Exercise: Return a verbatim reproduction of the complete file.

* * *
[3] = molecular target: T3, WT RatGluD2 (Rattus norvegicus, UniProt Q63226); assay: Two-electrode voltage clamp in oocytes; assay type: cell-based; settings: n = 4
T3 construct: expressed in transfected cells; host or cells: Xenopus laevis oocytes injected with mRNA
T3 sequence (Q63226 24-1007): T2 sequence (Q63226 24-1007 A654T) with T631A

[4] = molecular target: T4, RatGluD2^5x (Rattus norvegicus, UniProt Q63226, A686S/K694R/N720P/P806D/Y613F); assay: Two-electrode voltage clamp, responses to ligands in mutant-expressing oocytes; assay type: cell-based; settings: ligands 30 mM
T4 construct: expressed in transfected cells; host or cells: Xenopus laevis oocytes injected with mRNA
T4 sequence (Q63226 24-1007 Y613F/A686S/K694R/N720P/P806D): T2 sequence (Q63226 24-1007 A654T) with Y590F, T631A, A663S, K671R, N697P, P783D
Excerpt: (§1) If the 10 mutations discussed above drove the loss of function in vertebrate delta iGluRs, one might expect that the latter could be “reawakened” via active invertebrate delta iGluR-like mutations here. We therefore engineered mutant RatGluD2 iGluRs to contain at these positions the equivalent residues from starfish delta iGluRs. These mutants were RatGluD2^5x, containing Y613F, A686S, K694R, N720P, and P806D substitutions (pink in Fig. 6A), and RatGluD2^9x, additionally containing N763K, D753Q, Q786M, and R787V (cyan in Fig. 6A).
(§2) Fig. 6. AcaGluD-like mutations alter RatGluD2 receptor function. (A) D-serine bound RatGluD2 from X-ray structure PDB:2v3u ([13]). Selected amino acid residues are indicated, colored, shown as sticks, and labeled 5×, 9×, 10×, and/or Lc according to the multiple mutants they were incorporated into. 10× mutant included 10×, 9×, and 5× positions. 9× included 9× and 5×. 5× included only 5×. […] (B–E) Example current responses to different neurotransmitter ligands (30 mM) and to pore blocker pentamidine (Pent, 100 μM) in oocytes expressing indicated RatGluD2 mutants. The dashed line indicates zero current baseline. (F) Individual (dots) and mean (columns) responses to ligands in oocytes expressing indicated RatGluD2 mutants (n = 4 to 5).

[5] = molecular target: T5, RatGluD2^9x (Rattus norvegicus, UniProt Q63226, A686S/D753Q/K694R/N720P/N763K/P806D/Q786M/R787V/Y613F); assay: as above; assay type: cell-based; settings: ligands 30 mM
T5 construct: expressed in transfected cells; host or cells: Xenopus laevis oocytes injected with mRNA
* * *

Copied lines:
[3] = molecular target: T3, WT RatGluD2 (Rattus norvegicus, UniProt Q63226); assay: Two-electrode voltage clamp in oocytes; assay type: cell-based; settings: n = 4
T3 construct: expressed in transfected cells; host or cells: Xenopus laevis oocytes injected with mRNA
T3 sequence (Q63226 24-1007): T2 sequence (Q63226 24-1007 A654T) with T631A

[4] = molecular target: T4, RatGluD2^5x (Rattus norvegicus, UniProt Q63226, A686S/K694R/N720P/P806D/Y613F); assay: Two-electrode voltage clamp, responses to ligands in mutant-expressing oocytes; assay type: cell-based; settings: ligands 30 mM
T4 construct: expressed in transfected cells; host or cells: Xenopus laevis oocytes injected with mRNA
T4 sequence (Q63226 24-1007 Y613F/A686S/K694R/N720P/P806D): T2 sequence (Q63226 24-1007 A654T) with Y590F, T631A, A663S, K671R, N697P, P783D
Excerpt: (§1) If the 10 mutations discussed above drove the loss of function in vertebrate delta iGluRs, one might expect that the latter could be “reawakened” via active invertebrate delta iGluR-like mutations here. We therefore engineered mutant RatGluD2 iGluRs to contain at these positions the equivalent residues from starfish delta iGluRs. These mutants were RatGluD2^5x, containing Y613F, A686S, K694R, N720P, and P806D substitutions (pink in Fig. 6A), and RatGluD2^9x, additionally containing N763K, D753Q, Q786M, and R787V (cyan in Fig. 6A).
(§2) Fig. 6. AcaGluD-like mutations alter RatGluD2 receptor function. (A) D-serine bound RatGluD2 from X-ray structure PDB:2v3u ([13]). Selected amino acid residues are indicated, colored, shown as sticks, and labeled 5×, 9×, 10×, and/or Lc according to the multiple mutants they were incorporated into. 10× mutant included 10×, 9×, and 5× positions. 9× included 9× and 5×. 5× included only 5×. […] (B–E) Example current responses to different neurotransmitter ligands (30 mM) and to pore blocker pentamidine (Pent, 100 μM) in oocytes expressing indicated RatGluD2 mutants. The dashed line indicates zero current baseline. (F) Individual (dots) and mean (columns) responses to ligands in oocytes expressing indicated RatGluD2 mutants (n = 4 to 5).

[5] = molecular target: T5, RatGluD2^9x (Rattus norvegicus, UniProt Q63226, A686S/D753Q/K694R/N720P/N763K/P806D/Q786M/R787V/Y613F); assay: as above; assay type: cell-based; settings: ligands 30 mM
T5 construct: expressed in transfected cells; host or cells: Xenopus laevis oocytes injected with mRNA